15 October 2011

Corniottes | Eating France

Charles de Gaulle is rumoured to have commented on the impossibility of governing a country that had 246 cheeses. Winston Churchill is rumoured to have stated that a country producing 360 different types of cheese cannot die. Clearly these men didn't communicate properly, but even so, I'm pretty sure France has at least 400 different types of cheese. It seems very little village or city has their own unique variety (well, perhaps not every...), although only 55 are protected, classified and regulated under French law.

Eastern France in particular seems to have a love affair with cheese (who can blame 'em?) and, for a cheese-freak like myself, this is good news. The bad news is that most of their cheeses aren't generally sold in Norway, which limits my recipe options considerably. I've tried substituting one cheese for another before, but it just kills the entire dish. There's nothing to it – if the recipe says Gruyère, use Gruyère, and not Norvegia, a kind of popular tasteless, latex-resembling Norwegian commercial cheese. Absolutely disgusting.

Anyway, moving onwards from the rolling fields of Lorraine to the rolling fields of Franche-Comté in search of new recipes and some cheese. Franche-Comté, famous for its beautiful landscape, is a lovely little region nestled between Switzerland and the regions of Rhône-Alpes, Burgundy, Champagne-Ardenne, Lorraine and Alsace. The name means ''free country'' (of Burgundy), and it belonged to the Alemanni territory, Kingdom of Burgundy, the Frankish Empire, the Holy Roman Empire, Austria and Spain(!), before most of it finally became French in 1678. Despite their political instability, the people of Franche-Comté still managed to create a wonderful and unique gastronomical identity. It mostly consists of cheese, potatoes, sausages, onions and dishes like the fondue and raclette. Yes, it's unique but it's also similar to other Alpine cuisines,in Rhône-Alpes and Switzerland. And what, I ask, is wrong with that?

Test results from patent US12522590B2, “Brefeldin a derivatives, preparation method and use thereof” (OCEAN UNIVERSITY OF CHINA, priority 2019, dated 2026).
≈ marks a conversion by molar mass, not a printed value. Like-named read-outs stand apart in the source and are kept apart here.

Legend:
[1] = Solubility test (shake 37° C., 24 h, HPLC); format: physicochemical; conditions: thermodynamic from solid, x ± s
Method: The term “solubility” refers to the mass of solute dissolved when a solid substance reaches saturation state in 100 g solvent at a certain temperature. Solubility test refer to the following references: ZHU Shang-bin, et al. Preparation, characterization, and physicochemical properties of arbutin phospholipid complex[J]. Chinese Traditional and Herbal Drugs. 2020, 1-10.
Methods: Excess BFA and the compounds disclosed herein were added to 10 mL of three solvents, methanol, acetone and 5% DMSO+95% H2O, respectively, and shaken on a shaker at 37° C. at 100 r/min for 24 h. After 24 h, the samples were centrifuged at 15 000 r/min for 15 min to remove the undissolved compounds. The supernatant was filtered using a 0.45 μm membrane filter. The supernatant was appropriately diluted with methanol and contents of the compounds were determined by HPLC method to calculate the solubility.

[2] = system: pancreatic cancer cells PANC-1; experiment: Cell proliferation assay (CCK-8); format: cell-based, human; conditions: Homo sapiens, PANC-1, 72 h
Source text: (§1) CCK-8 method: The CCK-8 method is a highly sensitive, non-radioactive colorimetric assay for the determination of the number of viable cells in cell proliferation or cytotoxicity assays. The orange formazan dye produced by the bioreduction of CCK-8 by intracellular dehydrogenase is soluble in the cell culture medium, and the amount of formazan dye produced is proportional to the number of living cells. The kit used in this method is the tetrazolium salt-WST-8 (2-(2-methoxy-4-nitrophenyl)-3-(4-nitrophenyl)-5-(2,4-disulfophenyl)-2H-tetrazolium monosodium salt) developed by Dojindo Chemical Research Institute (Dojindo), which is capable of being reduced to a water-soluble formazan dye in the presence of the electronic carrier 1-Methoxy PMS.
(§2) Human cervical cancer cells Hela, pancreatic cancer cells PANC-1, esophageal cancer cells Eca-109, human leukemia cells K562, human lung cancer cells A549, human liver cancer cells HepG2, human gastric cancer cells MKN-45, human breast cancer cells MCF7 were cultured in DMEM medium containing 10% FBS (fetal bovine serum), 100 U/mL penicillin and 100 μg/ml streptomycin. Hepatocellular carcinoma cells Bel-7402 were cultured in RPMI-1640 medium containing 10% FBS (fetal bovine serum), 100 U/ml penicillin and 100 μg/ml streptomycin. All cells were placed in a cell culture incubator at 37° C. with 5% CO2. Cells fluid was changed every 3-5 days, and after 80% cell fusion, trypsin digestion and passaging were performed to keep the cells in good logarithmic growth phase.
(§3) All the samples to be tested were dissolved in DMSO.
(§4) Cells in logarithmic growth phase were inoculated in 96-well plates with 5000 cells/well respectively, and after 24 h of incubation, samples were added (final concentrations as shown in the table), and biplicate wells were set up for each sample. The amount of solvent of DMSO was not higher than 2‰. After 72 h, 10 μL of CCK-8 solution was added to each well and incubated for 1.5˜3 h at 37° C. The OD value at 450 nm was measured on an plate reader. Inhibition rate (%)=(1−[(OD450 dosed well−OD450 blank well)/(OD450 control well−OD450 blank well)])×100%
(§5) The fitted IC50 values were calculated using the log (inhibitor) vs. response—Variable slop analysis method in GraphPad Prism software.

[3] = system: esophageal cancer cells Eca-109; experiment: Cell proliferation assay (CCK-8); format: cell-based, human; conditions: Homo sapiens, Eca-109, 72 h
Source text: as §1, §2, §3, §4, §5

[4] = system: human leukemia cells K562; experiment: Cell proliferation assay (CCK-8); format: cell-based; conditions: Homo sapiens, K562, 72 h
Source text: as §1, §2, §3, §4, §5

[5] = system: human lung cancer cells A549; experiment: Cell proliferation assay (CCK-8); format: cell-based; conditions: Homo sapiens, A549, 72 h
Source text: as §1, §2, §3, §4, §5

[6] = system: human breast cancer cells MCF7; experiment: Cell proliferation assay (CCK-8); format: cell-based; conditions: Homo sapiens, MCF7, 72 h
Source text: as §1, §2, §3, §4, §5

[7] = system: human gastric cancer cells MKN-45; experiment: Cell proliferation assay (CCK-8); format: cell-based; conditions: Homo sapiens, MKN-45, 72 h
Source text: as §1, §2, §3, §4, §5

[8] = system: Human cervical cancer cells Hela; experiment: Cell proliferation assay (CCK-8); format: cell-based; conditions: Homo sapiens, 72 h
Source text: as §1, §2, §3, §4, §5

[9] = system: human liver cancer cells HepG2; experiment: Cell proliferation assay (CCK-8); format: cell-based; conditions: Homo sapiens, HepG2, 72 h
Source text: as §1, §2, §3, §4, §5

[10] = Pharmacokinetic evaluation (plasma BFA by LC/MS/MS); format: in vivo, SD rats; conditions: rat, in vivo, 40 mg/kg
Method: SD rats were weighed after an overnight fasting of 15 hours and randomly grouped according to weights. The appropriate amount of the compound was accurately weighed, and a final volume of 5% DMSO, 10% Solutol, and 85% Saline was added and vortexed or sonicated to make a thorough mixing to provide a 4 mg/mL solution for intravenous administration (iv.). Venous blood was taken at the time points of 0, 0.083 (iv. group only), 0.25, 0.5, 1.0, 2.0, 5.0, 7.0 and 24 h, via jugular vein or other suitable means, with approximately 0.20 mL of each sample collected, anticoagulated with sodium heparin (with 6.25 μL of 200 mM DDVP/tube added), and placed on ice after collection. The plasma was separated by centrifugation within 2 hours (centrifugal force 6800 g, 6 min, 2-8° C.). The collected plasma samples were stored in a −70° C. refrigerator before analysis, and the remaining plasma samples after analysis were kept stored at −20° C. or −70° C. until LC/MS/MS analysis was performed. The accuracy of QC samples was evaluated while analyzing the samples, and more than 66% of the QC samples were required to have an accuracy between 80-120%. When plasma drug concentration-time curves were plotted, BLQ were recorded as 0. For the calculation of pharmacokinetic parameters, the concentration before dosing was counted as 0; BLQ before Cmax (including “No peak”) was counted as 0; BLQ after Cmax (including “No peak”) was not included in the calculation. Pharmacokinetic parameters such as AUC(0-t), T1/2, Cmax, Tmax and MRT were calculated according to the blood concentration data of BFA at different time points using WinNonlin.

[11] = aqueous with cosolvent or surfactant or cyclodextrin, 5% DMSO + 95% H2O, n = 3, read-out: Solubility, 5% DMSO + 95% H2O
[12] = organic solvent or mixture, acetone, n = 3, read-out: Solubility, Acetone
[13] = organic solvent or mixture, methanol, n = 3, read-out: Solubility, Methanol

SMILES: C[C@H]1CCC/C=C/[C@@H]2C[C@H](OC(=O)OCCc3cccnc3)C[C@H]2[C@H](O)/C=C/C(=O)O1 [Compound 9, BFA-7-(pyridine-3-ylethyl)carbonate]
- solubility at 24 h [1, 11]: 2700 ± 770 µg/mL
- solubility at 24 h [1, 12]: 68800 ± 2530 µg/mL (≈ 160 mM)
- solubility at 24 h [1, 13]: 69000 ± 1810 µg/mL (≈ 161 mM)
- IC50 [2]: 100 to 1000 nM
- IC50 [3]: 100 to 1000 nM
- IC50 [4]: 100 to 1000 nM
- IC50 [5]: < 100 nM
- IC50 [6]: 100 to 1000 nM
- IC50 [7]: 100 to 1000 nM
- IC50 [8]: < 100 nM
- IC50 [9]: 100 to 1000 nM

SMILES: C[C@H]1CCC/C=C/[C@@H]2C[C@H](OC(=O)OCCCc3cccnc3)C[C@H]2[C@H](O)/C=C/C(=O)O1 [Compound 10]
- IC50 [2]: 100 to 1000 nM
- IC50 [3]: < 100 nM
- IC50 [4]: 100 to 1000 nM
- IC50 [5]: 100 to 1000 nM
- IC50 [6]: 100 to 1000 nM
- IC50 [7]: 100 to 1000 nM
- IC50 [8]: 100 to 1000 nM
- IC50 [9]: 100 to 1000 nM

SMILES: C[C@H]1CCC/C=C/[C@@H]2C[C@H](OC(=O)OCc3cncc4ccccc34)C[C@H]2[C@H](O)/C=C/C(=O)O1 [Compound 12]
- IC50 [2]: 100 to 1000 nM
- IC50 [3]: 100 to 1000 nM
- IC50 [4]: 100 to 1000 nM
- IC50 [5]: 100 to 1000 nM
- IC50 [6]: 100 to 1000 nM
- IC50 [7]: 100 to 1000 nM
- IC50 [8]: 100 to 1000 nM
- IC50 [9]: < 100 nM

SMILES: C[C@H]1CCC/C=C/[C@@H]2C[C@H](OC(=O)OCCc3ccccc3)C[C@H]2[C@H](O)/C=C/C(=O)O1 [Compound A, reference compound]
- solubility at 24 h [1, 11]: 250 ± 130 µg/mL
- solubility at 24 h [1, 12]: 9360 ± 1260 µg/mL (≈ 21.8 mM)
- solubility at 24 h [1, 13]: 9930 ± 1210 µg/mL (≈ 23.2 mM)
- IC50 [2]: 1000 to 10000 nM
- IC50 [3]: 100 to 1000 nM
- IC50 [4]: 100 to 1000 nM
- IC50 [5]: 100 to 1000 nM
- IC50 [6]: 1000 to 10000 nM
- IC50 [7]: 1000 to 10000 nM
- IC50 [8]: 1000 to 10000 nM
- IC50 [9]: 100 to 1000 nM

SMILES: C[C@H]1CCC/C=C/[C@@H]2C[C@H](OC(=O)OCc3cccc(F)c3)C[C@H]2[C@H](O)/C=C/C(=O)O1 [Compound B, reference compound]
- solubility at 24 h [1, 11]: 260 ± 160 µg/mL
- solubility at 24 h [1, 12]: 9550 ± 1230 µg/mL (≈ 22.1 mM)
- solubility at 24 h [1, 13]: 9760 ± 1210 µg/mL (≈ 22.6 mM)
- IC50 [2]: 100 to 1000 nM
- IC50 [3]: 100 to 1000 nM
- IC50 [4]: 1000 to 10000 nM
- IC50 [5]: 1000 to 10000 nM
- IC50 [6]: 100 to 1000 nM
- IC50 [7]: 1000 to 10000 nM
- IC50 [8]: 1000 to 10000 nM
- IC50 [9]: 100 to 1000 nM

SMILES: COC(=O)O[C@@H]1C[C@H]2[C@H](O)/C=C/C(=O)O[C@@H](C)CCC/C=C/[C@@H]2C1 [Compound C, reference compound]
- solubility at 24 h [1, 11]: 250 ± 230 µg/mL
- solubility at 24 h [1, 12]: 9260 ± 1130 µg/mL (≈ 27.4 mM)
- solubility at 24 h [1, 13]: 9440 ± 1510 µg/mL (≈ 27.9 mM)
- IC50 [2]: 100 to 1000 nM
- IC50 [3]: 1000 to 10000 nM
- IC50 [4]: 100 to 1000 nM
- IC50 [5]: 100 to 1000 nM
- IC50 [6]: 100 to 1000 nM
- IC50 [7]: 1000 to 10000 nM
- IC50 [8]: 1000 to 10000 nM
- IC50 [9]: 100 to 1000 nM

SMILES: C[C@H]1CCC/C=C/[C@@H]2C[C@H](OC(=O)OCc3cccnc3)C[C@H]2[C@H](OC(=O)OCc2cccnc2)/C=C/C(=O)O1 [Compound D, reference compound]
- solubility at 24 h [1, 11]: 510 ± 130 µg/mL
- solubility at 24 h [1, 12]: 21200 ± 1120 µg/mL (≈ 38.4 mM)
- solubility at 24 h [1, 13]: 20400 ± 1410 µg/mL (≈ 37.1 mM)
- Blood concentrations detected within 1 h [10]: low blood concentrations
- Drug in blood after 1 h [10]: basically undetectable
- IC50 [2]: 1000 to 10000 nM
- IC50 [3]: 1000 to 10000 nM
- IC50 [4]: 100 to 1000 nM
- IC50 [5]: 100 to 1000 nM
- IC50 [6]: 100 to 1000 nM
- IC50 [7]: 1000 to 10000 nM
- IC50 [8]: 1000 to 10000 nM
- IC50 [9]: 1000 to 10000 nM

Nothing at all, of course. Which brings me to these darlings: corniottes. Corniottes are basically puff pastry dough filled with a cheese-egg mixture that are folded into triangles and baked. Mine didn't come out looking remotely like I had intended. Even though I diligently followed the recipe, the puff pastry still decided to spread out, if you will, resulting in some serious odd-looking triangles. But the taste was all right, although I'll be the first to admit I haven't eaten the 'real deal' yet.
I'm still not quite sure what they're used for (appetizers? sides? afternoon snack?) It was suggested to me that they could substitute potatoes or rice or pasta, but I'm not entirely sure. As much as I like cheese, I'm not entirely sure I'd like to eat, say, a Beef Stroganoff with cheese pastries rather than rice or potatoes. But it's entirely up to you, of course.

PS: Just to prove my point about eastern France and their cheese here's a map (from Wikipedia) of all ''official cheeses''

Recipe adapted from Inter France

500 ml fromage blanc or 250 ml ricotta cheese or cottage cheese (radical)
60 ml crème fraîche
1 egg + 1 for egg wash
100 g. coarsely grated Gruyère
Salt and pepper
333 ml. tepid water
Sea salt, for topping
500 g. puff pastry dough

1.Roll out the dough on a floured surface. Cut out rounds, each 12 cm in diameter. Transfer them to a baking sheet sprinkled with water. Prick them all over with a fork. Chill until firm, at least 15 minutes.Meanwhile, in a mixing bowl, beat together the fromage blanc or the ricotta cheese with the crème fraîche and 1 egg. Add 75 grams of Gruyère , salt and pepper.

2.Brush some egg wash on the edges of a chilled round. Place a walnut-size mound of the cheese mixture in the center of the pastry and pull up the edges of the round and pinch it into a triangular shape so the filling is completely enclosed. Repeat for the remaining dough rounds, arranging the corniottes on a baking sheet covered with parchment paper.Chill the corniottes on the baking sheets at least 30 minutes or until very firm or they will open during baking.

3.Heat the oven to 220°C.Brush the egg wash over the surface of the corniottes. Bake in the oven until lightly browned, about 15 minutes. Sprinkle each with 1/2 tablespoon of the remaining Gruyère and continue baking until the cheese melts and browns, 5 to 10 minutes longer.Serve as soon as possible.

2 comment (s):

FoodEpix said...

Looks delicious. Would love for you to share your pictures with us over at foodepix.com.

Marion said...

Thank you :)I sure will, whenever I have any new posts :)

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